Wen Wu poses for a photograph in front of her work.
Neatly tucked away, Forman's Smokehouse Gallery is a rather dapper looking piece of architecture, designed by Phil Hunt who sought inspiration from the salmon smoked therein. With pink and blue facade and white beamed interior, it was the perfect backdrop for such an event. Further complemented by a large and acommodating roof terrace, with Astro turf lawn and views over the watershed and adjacent olympic village, a splendid setting for a summers evening.
Kirstie Macleod provides a captivating live performance in a magnificent fairytale skirt and black body paint, fastidiously writing the words of conversations overheard.
Monday, 7 June 2010
After Saturdays productive foraging through the rails of Beyond Retro, I returned back east armed with a fringed cutesy tee, two pairs of denim shorts, a pair of individual jeans and a pair of new line stripy leggings, not bad I thought. Beneficial later when I came off my bike, if it wasn't for those super strong jeans - I would have probably sustained more damage to my knees - fortunately the jeans have come out almost unscathed too. With that in mind I plan to attempt a return visit tomorrow, the lure of tea and cake is too much to pass by. That and the constant desire to increase ones accoutrements.
Friday, 4 June 2010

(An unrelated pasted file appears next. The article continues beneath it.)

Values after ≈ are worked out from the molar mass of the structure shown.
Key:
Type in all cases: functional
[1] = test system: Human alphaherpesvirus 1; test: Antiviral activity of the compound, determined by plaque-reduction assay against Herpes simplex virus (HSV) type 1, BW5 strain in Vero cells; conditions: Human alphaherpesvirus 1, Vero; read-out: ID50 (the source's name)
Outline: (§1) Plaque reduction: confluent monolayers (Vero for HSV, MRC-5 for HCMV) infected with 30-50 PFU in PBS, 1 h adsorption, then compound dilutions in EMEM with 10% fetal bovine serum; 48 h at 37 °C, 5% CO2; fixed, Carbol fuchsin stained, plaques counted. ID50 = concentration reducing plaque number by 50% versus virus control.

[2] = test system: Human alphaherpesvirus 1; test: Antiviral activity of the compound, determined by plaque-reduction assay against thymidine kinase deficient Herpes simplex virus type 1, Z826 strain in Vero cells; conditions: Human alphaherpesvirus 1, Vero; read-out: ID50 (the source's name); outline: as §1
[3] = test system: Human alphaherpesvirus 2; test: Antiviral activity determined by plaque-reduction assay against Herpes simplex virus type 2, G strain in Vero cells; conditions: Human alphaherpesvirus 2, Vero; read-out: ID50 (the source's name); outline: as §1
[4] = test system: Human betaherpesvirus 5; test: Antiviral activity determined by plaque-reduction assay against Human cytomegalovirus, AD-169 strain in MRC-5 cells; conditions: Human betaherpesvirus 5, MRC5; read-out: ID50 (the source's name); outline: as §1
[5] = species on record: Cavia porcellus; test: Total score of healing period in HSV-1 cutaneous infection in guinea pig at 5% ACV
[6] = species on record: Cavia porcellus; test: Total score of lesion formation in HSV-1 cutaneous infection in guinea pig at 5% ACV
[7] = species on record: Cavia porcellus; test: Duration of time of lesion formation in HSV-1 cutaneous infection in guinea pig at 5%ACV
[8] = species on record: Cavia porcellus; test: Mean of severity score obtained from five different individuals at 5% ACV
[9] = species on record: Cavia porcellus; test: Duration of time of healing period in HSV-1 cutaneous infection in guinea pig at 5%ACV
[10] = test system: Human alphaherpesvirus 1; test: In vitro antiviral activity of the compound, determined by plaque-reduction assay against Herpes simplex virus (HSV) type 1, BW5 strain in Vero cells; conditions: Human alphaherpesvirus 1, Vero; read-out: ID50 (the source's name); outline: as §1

Perhaps I'm tempting fate by blogging about it, yet with the oversaturation of London Fields I find myself looking further afield for unspoilt fun and creative inspiration. My return to the vibrancy of East London was complimented initially by the massive bonus that comes from being beside a park - one which has provided me with many happy memories. That said, I have hardly spent any time on the green grass beside my home, it's not as I remember, it feels evermore overpopulated than it was; bulging with try hard hipsters. Perhaps my time away has forced me to grow up a little, maybe a combination of the two. During my ten month absence the desire to be 'seen' in London fields appears to have spread further than Hackney, it now pulls in people from across London and has become part of the tourist route. Whilst breakfasting at La Bouche on Broadway last Saturday, I tried with vigor to consumed my artichoke baguette as discreetly as possible masking the crumbs as they fell from my mouth. It was difficult to know where to look as photographers documented everything in sight. The gradual influx of tourists and hipster seekers may be a positive thing - the market is now expanding round the corner into the local playground, thus providing extra income to the local school, bonus. Yet, as I wander to the far end, near the canal, I note the-out-of-character stalls dishing up trashy MSG ridden food - the air is polluted with the smell of obesity -quality has given way to commercialism. I question whether the little piece of Farmers Market serving honest albeit pricey treats on my doorstep is in danger of turning into dilluted camden market style offering of capitalism. Another indicator of the shift in trend is the The Dove pub which now operates a toilet token system, signs have appeared outside the Pub on the Park in a bid to deter toilet users. Where will those caught short go? Add to that the question of damage to the surroundings from the sheer influx of people, the melting pot is starting to look as dirty as dish water. Perhaps you've caught me on a bad day and my opinions might change, but in the meantime I'll be heading over to the nearby Victoria Park, with it's vast expanse of fields, water and cute lakeside pavillion there are many places to escape the madding weekend crowds and there camera glares.